Ex-policewoman wins discrimination payout

A former policewoman has been awarded £55,000 (€69,402) compensation after claiming she was victimised by senior officers, it was revealed today.

Ex-Police Service of Northern Ireland (PSNI) inspector Jacinta Mackie alleged her health suffered after she was sidelined and undermined for making a series of complaints of harassment and discrimination.

These involved inappropriate comments of a sexual nature, remarks about her personal health and disparaging references about other female officers.

Mrs Mackie, from north Down, retired from the police last February after 28 years service and agreed to the compensation settlement without the allegations being heard by an industrial and fair employment tribunal.

Her first complaints were lodged in 2004, but according to the Northern Ireland Equality Commission which backed her case, they were not properly and adequately addressed.

The PSNI has now expressed sincere regret that she genuinely felt she had been discriminated against.

A statement said: “It acknowledges that she experienced a significant injury to her feelings arising from her work situation and the regrettable delay in progressing her complaints. It also accepts that she brought the proceedings in good faith and suffered considerable distress in pursuing her case and that her health was impaired as a result.”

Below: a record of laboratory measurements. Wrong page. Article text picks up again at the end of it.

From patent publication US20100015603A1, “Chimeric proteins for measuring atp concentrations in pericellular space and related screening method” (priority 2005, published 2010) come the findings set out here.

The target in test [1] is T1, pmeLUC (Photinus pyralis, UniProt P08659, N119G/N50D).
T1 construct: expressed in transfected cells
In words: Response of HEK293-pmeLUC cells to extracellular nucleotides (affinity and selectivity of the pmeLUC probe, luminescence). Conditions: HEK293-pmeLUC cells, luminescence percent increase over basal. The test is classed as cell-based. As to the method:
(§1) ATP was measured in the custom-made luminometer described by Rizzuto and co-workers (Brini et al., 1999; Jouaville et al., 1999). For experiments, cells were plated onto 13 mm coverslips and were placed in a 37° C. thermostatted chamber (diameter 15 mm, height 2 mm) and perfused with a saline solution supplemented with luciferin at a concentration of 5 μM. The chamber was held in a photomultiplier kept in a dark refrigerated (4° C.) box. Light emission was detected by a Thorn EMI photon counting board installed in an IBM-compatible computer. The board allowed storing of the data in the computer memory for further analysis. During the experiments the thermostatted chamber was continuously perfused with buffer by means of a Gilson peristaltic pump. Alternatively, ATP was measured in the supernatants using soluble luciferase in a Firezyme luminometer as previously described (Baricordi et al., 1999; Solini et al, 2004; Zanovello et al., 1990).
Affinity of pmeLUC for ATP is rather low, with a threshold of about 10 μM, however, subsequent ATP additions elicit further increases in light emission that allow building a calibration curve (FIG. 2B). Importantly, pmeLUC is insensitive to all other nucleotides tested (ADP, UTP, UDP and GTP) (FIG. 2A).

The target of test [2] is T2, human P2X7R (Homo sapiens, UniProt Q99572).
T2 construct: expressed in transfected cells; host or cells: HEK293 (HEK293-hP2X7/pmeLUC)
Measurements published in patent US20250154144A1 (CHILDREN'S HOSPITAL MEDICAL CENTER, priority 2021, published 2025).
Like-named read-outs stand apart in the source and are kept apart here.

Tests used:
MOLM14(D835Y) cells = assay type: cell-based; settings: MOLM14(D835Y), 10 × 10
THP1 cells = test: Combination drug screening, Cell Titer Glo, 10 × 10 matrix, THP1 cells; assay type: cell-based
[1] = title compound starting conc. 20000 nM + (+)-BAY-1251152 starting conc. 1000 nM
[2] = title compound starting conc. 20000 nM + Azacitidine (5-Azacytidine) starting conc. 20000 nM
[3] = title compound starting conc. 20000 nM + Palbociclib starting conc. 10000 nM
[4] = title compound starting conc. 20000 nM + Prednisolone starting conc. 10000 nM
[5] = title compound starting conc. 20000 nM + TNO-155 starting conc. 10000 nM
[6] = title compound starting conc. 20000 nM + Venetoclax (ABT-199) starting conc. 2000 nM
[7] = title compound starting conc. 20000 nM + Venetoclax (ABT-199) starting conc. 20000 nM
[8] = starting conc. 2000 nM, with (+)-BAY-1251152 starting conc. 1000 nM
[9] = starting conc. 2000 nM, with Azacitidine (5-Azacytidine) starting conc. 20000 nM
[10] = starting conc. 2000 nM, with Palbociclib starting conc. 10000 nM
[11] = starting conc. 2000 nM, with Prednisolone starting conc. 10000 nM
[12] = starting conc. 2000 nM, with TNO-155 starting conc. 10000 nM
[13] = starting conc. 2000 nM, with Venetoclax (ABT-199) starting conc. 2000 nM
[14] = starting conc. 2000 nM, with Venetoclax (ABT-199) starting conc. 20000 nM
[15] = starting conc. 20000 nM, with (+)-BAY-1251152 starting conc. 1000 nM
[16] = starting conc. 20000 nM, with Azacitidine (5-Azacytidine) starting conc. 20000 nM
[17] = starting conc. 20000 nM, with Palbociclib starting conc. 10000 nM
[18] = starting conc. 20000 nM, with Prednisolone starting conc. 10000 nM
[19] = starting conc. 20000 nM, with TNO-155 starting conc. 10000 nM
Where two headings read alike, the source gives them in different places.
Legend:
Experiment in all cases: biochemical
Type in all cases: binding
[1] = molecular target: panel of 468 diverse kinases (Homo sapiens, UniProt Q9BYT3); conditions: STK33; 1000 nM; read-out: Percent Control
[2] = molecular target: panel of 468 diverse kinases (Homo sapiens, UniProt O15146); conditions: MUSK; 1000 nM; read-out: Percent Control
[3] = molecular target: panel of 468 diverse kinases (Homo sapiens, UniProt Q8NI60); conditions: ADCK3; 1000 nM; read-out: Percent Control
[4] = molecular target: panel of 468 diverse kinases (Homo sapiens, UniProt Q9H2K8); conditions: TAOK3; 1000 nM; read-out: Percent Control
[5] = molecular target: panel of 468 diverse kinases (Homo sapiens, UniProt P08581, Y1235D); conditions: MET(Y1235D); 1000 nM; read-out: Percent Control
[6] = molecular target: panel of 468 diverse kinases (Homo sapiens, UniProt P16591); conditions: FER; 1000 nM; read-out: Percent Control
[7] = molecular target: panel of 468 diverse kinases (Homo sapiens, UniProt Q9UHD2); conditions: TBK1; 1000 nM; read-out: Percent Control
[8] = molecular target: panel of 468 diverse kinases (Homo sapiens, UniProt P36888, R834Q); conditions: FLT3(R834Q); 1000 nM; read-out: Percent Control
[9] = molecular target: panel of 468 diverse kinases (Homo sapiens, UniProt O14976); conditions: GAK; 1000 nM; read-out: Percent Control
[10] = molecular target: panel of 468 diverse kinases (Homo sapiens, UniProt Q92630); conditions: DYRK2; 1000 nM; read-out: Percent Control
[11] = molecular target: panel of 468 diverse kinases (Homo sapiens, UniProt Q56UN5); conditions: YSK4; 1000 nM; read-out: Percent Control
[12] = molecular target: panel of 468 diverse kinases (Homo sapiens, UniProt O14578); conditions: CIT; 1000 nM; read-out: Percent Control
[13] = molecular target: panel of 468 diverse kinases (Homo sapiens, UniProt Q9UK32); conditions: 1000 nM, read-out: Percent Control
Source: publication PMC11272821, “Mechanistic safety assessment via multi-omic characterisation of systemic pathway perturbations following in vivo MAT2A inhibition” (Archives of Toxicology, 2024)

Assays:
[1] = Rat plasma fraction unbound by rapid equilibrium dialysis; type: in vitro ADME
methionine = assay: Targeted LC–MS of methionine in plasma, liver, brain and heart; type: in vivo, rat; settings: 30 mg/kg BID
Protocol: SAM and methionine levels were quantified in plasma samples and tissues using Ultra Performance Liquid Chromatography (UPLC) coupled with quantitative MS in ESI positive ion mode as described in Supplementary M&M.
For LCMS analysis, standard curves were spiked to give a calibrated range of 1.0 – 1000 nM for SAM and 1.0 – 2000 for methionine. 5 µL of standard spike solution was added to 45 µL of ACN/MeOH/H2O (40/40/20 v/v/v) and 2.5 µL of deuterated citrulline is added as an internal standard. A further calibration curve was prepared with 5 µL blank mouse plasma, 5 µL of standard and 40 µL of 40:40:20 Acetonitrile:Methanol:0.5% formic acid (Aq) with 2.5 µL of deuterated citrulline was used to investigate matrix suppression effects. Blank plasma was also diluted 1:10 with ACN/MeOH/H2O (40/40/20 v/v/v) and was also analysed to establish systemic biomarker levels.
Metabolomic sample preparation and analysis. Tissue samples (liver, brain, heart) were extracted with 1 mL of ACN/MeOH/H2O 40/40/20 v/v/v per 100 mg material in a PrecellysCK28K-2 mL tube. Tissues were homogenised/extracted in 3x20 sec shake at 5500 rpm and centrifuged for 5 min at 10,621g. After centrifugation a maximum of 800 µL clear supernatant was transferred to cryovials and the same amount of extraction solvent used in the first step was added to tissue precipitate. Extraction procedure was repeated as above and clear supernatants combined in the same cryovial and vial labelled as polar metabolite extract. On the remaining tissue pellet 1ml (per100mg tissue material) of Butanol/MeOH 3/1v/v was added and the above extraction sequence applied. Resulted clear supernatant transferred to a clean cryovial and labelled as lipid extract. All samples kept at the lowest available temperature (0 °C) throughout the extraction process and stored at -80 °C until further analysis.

The Commission said Ms Mackie, a Catholic, complained of sex discrimination, harassment and religious/political discrimination; and subsequently victimisation and disability discrimination.

The statement added: “The matters she complained of involved her treatment by senior officers and staff, including allegations of inappropriate comments of a sexual nature, references to her personal health and disparaging references about other female officers.

“She also alleged that she was sidelined and undermined in her professional work within the police service and that, when she complained about these matters, these complaints were not properly addressed in line with policy or normal disciplinary procedures. She alleges that the handling of her grievances, and of the impact all this had upon her health, was inadequate.”

Anne McKernan, the commission’s casework director said there had been an encouraging increase of Catholic women and officers joining the PSNI.

She added: “It is important that there be a firm focus on the measures needed to ensure that today’s PSNI offers a welcoming working environment for all officers, regardless of gender or community background.

“That involves positive leadership, and leadership by example on the part of senior officers which will eliminate any considerations that might undermine or deter women from making a career in the police service.”

“If the progress which is being made in police recruitment is to make the most positive impact on our society, it must also be reflected in the degree to which the service becomes responsive to and respectful of all within its membership.”

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